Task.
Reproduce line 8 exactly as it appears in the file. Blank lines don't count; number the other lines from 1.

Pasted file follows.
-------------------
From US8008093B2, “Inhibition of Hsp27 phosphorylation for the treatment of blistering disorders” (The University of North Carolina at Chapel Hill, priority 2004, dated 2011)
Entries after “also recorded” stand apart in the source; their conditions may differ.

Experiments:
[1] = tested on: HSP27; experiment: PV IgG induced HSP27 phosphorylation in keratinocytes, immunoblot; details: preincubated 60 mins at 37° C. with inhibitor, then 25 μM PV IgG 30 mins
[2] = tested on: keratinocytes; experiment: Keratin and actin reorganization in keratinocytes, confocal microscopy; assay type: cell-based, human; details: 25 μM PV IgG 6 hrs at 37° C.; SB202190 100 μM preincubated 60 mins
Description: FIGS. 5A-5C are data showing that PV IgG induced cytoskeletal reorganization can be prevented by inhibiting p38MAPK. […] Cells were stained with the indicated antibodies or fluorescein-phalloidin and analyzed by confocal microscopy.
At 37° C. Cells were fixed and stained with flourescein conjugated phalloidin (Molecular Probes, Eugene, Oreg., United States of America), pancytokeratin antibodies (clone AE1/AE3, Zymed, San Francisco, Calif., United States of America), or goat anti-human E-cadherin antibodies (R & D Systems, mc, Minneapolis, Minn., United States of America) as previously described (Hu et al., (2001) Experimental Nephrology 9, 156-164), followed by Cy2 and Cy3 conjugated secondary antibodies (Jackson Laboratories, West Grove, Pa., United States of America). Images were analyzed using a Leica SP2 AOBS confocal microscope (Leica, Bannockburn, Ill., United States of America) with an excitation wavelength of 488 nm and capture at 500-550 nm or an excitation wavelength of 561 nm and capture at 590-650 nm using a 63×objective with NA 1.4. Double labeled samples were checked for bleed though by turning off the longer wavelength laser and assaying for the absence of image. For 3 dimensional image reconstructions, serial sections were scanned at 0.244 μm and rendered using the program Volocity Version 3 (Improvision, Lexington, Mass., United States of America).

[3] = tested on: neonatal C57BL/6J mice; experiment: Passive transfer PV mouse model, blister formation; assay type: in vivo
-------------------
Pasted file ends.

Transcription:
[3] = tested on: neonatal C57BL/6J mice; experiment: Passive transfer PV mouse model, blister formation; assay type: in vivo